Australia Tests its Solar Power

Australia’s got the technology, now the country’s government wants a real world test of how solar heat and power applications can benefit its cities. The Solar Cities program trial will provide AUD 75 million (USD 58 million) in government funding for trials of a sustainable energy future for urban Australia.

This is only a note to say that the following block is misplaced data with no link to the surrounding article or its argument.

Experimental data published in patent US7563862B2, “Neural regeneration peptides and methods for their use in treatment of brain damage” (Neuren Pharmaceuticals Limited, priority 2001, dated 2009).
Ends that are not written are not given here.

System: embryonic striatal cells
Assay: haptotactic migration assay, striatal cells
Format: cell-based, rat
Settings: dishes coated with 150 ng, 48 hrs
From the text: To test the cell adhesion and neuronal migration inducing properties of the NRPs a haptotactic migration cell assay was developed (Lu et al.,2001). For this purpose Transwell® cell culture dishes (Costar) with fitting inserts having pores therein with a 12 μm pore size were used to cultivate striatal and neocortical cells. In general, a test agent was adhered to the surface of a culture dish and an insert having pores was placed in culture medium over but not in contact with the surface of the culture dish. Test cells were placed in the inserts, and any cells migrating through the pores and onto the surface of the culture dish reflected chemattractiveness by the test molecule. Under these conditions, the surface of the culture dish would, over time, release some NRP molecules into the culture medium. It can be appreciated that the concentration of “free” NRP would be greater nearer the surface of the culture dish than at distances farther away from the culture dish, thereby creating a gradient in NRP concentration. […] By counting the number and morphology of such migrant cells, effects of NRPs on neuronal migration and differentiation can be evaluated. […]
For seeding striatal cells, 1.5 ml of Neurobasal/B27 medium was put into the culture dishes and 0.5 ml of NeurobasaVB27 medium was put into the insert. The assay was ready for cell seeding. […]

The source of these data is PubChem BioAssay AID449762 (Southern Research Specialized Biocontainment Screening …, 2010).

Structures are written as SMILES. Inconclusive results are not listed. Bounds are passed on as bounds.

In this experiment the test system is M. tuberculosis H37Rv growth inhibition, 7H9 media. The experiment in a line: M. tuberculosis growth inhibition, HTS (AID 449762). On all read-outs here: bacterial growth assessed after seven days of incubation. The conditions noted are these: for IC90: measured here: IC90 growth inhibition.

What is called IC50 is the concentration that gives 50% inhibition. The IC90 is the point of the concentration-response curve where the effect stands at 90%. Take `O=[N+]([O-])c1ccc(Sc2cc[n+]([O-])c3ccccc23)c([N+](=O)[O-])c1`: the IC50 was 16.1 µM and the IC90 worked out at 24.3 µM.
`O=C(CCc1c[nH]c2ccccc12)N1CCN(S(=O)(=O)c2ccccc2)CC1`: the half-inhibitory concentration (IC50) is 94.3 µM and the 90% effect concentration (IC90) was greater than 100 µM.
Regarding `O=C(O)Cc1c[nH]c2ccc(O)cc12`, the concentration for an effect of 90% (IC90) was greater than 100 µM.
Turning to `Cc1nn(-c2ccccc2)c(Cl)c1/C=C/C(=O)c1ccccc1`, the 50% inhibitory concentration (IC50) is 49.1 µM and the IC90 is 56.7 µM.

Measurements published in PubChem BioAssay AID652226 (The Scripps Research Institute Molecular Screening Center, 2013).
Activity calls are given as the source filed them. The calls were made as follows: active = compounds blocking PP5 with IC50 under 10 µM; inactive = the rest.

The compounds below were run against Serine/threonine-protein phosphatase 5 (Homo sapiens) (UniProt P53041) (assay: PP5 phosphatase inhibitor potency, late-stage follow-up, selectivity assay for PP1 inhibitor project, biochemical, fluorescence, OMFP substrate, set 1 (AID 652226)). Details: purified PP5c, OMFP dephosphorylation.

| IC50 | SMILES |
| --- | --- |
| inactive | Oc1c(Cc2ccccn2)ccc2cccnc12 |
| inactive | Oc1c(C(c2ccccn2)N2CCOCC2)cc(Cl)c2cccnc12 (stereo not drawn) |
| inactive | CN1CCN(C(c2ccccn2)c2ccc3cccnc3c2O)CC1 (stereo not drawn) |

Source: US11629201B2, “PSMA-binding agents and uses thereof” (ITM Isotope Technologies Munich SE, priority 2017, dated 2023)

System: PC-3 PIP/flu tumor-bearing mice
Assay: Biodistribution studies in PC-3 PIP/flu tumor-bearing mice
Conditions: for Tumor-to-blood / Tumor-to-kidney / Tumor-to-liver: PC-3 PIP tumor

These trials should provide a living model of how solar energy, energy efficiency, and responsive market signals can deliver economic and environmental benefits in an integrated package. Over the next nine years Solar Cities will bring together governments, industry and communities in partnerships to test new sustainable models of electricity supply and use. “Throughout Australia, there is a rising demand for electricity, particularly at peak times where it is being driven largely be demand for air-conditioning. Solar Cities is a long-term strategy to find optimal ways for businesses and communities to work together to give consumers more informed choices about the energy they use, and where all Australians have opportunities to implement change in the way they use energy.” Minister for the Environment and Heritage Senator Ian Campbell said. The Solar Cities Statement of Challenges and Opportunities sets out the scope of the program and contains draft guidelines for comment by government, industry and community. A trial will be established in Adelaide and at least three other grid-connected urban sites around Australia, which will be selected through a competitive process. Objectives for Solar Cities are to demonstrate the economic and environmental impacts of integrating cost-reflective pricing with the concentrated uptake of solar, energy efficiency and smart metering technologies; and to identify and implement options for addressing barriers to distributed solar generation, energy efficiency and demand side management for grid connected urban areas. Nine years, from 2004 2013, have been set aside for the trials. The Australian Government is keen for technologies and supporting infrastructure to be installed quickly, following consultation and selection of the trial sites in the first year. It is expected that by 2008-09 the trials will be fully implemented, with monitoring and reporting occurring through to 2012-13. “The vision of Solar Cities has sparked the imagination of many people and already there are ideas being discussed that move beyond standard energy supply and demand solutions, and instead look at innovative packaging or streamlining of energy services and products, making it easier for consumers. So, I am keen for interested parties to help the program into its next phase,” Campbell said. Comments are invited on the draft guidelines by 14 January 2005.


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